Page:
Date of Graduation


Document Type


Degree Name

Master of Arts in History (MA)

Degree Level





Jeannie Whayne

Committee Member

Gigantino, Jim

Second Committee Member

Murdock, Jeffrey


African American men, Black male studies, Blues music, European history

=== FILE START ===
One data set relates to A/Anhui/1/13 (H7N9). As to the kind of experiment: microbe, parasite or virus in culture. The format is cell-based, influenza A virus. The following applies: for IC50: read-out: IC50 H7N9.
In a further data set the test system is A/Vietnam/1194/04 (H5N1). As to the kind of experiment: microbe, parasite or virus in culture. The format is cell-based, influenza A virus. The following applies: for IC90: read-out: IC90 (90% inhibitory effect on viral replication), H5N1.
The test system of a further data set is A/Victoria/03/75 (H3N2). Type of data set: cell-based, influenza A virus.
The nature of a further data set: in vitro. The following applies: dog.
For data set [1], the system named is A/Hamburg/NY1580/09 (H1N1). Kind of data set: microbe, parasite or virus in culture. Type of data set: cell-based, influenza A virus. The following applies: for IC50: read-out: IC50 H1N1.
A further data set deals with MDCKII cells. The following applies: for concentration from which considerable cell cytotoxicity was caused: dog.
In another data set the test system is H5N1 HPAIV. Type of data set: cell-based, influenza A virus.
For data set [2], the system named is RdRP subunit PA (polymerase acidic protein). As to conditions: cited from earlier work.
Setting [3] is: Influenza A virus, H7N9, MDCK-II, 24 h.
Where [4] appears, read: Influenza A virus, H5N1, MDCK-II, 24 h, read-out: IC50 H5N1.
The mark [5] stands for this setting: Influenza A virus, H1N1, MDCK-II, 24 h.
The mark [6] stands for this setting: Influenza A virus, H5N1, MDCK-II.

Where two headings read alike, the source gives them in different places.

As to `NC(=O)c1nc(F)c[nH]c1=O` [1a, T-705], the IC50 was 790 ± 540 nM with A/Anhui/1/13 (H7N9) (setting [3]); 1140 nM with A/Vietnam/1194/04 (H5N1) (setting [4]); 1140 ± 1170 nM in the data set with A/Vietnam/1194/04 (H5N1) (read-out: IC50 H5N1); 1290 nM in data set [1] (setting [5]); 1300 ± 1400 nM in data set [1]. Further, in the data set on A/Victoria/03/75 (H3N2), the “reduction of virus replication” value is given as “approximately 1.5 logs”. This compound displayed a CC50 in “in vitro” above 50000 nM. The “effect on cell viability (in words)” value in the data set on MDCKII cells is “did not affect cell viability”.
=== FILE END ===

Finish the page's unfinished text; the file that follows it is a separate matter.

American Blues is known for playing a role in the foundation of the country’s music. The ingredient of the musical tradition has roots going back to West Africa and was brought to the United States through the of transatlantic slave trade. During the period of slavery, it formally developed with plantation work songs which later continued after emancipation with sharecropping until the early to mid-twentieth century. During the early twentieth century, W.C. Handy in Tutwiler, Mississippi, and musicians formally popularized Blues music were being recorded. The first Blues superstars were women such as Ida Cox, Bessie Smith, and Ma Rainey but after the Great Depression, African American men became the primary artists being recorded. The lyrical content became open to talking about relationship issues, gender issues, and social issues that an African American audience could relate to. White Americans were also listeners of this music and white musicians were inspired. This was the first time that African Americans were involved with the entertainment industry formally and were touring across the country. A handful of Blues artists had the opportunity to tour in Europe but gradually it became more common for African American musicians to travel to Europe. European audiences were also inspired by this music and decided to create their own Blues music. This work reviews the lives and music of Bessie Smith, Tampa Red, Willie Dixon, and Son Seals. These artists lived throughout different spans of the early twentieth century and have unique lived experiences. This work balances the lived gendered experiences of African Americans through Blues music. It primarily focuses on the African American male’s experience from the period of enslavement to the twentieth century regarding different problems that they experienced. Many of whom, African American women have historically experienced as well.